Gentrification: Yep, it's still happening
If a local lobbyist group has its way, Tempe residents living in a location paying below average rent may soon see an increase in their monthly statement or experience displacement from their current homes — with little or no reparations.
A few months ago, city council member Kolby Granville introduced legislation that would require developers who acquire land where people currently reside with the intention of development to reserve a specific amount of money or rooms that is equivalent to 1/10 of the those who would be displaced, according to a Facebook post on Granville’s office Facebook page.
The legislature was tabled by the Tempe City Council and will not be discussed until March 2015. Meanwhile, a different bill, SB1072, which is classified as a moderate partisan bill, has been passed onto the House CMA Committee, where it will be discussed and "will probably pass," according to Granville, via his Facebook status.
SB1072 would not require developers to reimburse those who are displaced for any losses that they would sustain. This bill would force residents out of lower priced neighborhoods, replacing their affordable housing with expensive high-rise luxury apartments.
For ASU students and the residents who have been living around campus for years before the gentrification of Tempe gained momentum, the rising costs of living have been detrimental. While at one point it was possible to live off campus in a reasonably priced apartment or house, this is becoming a thing of the past.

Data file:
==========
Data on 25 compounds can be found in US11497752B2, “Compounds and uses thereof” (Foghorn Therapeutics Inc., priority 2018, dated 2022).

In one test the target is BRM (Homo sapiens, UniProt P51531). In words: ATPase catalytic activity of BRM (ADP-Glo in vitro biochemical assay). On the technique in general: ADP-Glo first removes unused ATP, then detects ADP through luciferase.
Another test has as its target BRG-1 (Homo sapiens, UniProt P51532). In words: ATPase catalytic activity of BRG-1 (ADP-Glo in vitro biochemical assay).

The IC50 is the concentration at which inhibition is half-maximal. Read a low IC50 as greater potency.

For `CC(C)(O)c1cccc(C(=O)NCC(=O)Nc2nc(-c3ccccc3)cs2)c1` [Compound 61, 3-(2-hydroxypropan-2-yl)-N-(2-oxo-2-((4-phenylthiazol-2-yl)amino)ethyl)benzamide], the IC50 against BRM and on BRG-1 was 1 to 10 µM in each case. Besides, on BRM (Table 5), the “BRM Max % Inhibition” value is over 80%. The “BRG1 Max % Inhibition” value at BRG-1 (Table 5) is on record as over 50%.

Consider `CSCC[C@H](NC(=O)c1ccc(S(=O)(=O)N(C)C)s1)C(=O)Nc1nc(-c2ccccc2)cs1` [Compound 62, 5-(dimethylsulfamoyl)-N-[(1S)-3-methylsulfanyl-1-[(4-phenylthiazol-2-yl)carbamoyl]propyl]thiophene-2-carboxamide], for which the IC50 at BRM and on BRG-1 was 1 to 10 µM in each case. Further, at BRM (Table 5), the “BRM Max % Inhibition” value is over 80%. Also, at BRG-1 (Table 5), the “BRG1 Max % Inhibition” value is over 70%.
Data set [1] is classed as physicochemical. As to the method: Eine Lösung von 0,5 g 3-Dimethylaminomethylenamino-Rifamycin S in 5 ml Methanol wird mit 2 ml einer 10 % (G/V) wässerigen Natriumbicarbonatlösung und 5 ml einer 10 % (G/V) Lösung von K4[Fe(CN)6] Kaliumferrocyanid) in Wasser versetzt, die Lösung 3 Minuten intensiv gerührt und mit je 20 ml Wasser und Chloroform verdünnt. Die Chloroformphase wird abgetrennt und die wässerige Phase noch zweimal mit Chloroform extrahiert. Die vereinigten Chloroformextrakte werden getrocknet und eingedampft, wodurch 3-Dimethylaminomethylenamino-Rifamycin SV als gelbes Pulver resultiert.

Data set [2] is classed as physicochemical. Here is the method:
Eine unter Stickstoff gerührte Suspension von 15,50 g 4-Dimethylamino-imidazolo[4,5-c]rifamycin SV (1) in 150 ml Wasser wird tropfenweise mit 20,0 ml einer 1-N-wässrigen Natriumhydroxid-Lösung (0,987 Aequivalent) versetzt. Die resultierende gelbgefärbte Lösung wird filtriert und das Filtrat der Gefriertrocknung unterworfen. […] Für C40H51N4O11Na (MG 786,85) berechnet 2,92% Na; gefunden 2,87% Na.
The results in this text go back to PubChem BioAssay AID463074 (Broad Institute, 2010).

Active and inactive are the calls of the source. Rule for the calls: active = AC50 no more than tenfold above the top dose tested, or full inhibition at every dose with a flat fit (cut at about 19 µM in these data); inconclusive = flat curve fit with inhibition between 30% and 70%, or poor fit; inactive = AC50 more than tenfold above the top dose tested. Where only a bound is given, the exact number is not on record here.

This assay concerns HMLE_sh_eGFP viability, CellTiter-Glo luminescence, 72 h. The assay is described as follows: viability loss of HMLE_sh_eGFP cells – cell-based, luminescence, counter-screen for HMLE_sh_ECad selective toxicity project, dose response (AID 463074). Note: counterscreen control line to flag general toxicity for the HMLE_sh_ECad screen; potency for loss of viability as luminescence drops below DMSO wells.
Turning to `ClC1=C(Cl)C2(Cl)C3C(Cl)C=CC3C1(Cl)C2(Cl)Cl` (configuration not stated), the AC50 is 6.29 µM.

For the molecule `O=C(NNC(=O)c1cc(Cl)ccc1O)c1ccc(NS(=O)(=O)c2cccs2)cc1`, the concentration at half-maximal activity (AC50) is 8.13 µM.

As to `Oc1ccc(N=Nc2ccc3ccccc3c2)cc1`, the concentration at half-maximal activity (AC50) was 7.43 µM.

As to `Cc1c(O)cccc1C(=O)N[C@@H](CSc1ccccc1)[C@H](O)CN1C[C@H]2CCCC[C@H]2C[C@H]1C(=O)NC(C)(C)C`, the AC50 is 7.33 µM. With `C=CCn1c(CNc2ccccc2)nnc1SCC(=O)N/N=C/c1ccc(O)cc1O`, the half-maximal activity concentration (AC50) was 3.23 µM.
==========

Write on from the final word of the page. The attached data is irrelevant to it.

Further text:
Many students cannot afford to live in the luxury apartments that are gaining popularity around campus. A large portion of students, especially those who are attending from out-of-state, are dependent upon the guarantee of affordable living. Most students are not supported by their parents' wallets, therefore they are paying for their accommodations out of pocket.
This phenomenon forces students to move into neighborhoods where the rent is far more affordable. The presence of students in neighborhoods has encouraged local law enforcement to further monitor neighborhoods around campus with programs like "Safe and Sober," which creates a toxic environment for residents who have been living in Tempe for longer than these students.
With students moving into surrounding neighborhoods, rent in these areas increases to ensure that rental properties are respected. This encourages land owners who may have previously charged a lower price to increase their properties rent to match the climate of the surrounding housing market.
If Tempe City Council is not conscious of this change and is unable to find a way to protect the residents and students who live and work in the city, what makes our area unique and interesting will be lost. Much like San Francisco, New York City and many other cities that gentrification has eliminated the working class from to create a playground for the upper class, Tempe will be in danger of losing the charm that makes it a worthwhile place to reside.
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